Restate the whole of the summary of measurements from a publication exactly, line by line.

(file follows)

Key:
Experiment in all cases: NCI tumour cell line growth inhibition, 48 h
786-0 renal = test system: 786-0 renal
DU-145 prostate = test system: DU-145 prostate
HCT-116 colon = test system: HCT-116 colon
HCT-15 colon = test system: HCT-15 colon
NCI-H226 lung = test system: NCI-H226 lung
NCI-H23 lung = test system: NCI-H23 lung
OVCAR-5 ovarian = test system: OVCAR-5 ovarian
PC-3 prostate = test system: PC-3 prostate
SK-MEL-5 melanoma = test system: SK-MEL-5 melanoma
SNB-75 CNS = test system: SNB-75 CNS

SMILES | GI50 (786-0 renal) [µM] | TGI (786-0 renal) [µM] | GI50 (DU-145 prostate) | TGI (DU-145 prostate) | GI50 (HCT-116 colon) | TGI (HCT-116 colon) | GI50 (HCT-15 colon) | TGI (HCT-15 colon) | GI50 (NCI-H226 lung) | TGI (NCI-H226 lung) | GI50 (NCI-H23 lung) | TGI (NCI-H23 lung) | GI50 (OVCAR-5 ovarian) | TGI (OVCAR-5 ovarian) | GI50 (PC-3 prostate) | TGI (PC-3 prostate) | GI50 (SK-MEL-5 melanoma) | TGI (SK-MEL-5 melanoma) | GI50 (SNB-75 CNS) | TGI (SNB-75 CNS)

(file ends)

Key:
Experiment in all cases: NCI tumour cell line growth inhibition, 48 h
786-0 renal = test system: 786-0 renal
DU-145 prostate = test system: DU-145 prostate
HCT-116 colon = test system: HCT-116 colon
HCT-15 colon = test system: HCT-15 colon
NCI-H226 lung = test system: NCI-H226 lung
NCI-H23 lung = test system: NCI-H23 lung
OVCAR-5 ovarian = test system: OVCAR-5 ovarian
PC-3 prostate = test system: PC-3 prostate
SK-MEL-5 melanoma = test system: SK-MEL-5 melanoma
SNB-75 CNS = test system: SNB-75 CNS

SMILES | GI50 (786-0 renal) [µM] | TGI (786-0 renal) [µM] | GI50 (DU-145 prostate) | TGI (DU-145 prostate) | GI50 (HCT-116 colon) | TGI (HCT-116 colon) | GI50 (HCT-15 colon) | TGI (HCT-15 colon) | GI50 (NCI-H226 lung) | TGI (NCI-H226 lung) | GI50 (NCI-H23 lung) | TGI (NCI-H23 lung) | GI50 (OVCAR-5 ovarian) | TGI (OVCAR-5 ovarian) | GI50 (PC-3 prostate) | TGI (PC-3 prostate) | GI50 (SK-MEL-5 melanoma) | TGI (SK-MEL-5 melanoma) | GI50 (SNB-75 CNS) | TGI (SNB-75 CNS)